“You would matter. That’s the thing. I get into this weird place sometimes where I worry about that.”

But apart from a few little things, I did love this book. I had to put myself into my mind a year or two ago, but I couldn’t help but really enjoy this. It is exactly how I felt when I was Molly’s age and crushing. She felt so real to me. I love how much I could relate to her and her situation. Molly wasn’t perfect but who is? And this book was so diverse, with so many LGBT and POC characters! Sometimes I struggled to remember Molly was still growing up (I was a little more mature than her at the same age), but that was just her as a person, and I could sympathise with that.

“I’ve never told anyone this – not my moms, not Cassie – but that’s the thing I’m most afraid of. Not mattering. Existing in a world that doesn’t care who I am.”

Maybe this book says something about me, because I feel like I’m one of the only readers who didn’t find Molly a little annoying because I found her so relatable. I loved that Molly suffered with anxiety and that was part of her character. I loved that she was fat and that was discussed in relation to how she was feeling. I loved her addiction to Pinterest.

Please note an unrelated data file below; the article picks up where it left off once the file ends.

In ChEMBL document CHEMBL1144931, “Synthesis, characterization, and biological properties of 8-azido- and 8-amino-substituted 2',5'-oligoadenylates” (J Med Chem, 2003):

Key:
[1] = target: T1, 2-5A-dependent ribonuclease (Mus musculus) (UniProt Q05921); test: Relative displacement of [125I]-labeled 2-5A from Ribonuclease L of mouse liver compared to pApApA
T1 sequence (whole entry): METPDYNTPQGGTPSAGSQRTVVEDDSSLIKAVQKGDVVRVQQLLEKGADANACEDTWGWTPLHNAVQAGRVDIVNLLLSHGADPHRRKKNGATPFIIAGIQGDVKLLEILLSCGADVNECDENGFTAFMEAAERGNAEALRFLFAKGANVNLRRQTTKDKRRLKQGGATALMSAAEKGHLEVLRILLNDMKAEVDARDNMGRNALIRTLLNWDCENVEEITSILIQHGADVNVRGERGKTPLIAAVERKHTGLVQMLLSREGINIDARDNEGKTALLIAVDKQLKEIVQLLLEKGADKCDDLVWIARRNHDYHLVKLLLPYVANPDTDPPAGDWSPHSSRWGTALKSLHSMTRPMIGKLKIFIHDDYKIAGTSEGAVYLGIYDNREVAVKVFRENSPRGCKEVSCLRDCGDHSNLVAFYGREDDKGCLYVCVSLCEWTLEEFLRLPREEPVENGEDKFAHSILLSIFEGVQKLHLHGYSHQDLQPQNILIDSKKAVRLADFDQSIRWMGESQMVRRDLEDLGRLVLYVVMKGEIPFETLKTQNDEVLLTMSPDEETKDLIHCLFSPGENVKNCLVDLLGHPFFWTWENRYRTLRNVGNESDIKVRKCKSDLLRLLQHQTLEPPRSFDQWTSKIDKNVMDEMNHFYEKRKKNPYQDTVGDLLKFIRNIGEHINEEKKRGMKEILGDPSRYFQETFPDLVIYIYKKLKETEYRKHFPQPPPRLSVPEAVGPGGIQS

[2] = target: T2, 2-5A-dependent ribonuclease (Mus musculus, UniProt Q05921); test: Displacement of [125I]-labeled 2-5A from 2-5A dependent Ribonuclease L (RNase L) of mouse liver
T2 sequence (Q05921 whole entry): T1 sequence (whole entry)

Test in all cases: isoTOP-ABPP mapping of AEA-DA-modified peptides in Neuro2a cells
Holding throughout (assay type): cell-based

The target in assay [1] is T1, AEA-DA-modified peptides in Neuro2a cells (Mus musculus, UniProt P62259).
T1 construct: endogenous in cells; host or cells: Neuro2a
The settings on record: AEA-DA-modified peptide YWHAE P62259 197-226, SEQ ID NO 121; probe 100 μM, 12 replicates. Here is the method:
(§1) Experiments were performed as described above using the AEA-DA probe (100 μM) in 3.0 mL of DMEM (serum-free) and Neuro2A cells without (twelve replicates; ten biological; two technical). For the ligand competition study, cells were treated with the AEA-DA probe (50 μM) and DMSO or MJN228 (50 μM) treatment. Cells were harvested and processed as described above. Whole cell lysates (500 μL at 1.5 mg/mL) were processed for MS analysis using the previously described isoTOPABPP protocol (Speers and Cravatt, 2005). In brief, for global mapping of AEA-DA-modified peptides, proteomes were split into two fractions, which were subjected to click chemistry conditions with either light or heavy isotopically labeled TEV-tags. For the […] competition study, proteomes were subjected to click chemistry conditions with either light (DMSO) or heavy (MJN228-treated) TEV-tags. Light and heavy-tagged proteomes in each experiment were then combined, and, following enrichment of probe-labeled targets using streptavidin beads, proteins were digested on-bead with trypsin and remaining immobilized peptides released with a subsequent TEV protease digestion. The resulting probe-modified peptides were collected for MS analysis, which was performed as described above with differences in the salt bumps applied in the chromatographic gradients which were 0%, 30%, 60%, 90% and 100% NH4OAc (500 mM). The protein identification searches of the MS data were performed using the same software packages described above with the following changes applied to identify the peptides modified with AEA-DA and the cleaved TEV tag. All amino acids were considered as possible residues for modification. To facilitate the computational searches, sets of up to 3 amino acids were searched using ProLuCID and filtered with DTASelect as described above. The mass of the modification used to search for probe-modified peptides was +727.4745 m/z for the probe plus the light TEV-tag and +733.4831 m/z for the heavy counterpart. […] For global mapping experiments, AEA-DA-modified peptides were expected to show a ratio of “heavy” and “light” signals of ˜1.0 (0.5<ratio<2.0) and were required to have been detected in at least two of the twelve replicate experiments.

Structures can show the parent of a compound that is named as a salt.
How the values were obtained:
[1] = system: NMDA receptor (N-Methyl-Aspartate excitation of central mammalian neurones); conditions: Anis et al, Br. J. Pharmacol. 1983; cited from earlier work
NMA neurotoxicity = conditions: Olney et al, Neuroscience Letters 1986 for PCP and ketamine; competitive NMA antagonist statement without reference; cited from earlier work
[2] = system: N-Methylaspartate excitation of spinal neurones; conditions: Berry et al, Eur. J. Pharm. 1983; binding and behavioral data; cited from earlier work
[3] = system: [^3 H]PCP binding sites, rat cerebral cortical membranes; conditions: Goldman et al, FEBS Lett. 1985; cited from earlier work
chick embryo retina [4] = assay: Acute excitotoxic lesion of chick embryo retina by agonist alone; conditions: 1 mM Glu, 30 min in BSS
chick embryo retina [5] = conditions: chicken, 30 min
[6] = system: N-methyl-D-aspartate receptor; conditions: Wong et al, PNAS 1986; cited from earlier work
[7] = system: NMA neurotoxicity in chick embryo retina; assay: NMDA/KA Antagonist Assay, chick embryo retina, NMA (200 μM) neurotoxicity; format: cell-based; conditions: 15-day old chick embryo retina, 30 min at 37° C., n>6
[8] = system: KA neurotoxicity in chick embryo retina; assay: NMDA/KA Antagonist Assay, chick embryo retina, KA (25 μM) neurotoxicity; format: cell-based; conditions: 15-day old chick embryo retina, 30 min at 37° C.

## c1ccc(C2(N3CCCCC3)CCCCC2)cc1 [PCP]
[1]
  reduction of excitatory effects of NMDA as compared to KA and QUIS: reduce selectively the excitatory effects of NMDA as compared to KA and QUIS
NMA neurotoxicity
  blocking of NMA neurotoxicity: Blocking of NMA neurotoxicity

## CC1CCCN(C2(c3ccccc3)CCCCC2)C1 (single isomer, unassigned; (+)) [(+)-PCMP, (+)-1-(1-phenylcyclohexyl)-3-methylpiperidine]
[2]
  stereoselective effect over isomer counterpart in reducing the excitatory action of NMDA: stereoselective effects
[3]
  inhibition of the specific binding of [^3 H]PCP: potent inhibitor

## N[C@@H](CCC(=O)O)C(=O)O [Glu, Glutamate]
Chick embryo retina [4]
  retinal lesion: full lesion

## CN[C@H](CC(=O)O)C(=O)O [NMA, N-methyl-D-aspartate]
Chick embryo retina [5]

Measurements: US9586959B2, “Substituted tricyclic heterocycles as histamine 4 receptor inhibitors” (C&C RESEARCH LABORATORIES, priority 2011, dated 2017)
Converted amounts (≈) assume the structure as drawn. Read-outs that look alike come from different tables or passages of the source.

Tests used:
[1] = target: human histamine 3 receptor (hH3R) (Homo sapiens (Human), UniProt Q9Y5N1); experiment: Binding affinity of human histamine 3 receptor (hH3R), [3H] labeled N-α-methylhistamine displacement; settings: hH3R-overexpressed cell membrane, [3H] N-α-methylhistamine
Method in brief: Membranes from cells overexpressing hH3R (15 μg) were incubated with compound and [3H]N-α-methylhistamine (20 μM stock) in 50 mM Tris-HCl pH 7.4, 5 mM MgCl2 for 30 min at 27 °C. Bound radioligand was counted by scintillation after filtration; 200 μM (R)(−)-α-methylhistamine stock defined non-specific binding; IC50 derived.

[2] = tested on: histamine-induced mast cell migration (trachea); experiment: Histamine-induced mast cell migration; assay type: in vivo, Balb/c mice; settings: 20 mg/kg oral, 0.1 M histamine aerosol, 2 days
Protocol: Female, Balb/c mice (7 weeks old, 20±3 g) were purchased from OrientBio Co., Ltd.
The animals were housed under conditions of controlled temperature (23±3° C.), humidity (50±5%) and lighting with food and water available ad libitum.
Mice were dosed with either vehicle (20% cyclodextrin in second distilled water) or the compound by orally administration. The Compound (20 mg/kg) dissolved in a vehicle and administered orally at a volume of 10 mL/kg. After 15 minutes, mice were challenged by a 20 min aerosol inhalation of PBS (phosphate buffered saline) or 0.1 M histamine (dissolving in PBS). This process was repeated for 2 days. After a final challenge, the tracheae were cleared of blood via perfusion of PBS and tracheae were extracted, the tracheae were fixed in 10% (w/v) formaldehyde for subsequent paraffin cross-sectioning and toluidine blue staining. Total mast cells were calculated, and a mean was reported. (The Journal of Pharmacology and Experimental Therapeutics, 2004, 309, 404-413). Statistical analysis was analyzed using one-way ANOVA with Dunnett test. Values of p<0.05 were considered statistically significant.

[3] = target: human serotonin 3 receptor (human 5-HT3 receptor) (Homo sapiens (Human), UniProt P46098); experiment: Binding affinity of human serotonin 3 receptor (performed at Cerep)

So overall, this book feels like a guilty pleasure to me. I just couldn’t help but fall completely in love with it. Molly is the perfect representation of a 17 year old girl with low self-confidence. Her story, and the stories of the people around her, brought tears to my eyes even though I kind of knew what was about to happen. If you love romance and have a secret obsession with contemporaries, please go and read this. It’s beautiful and perfect and includes many, many Mini Eggs. It’s the definition of cute and fluffy, but it warmed my heart so much.

4 stars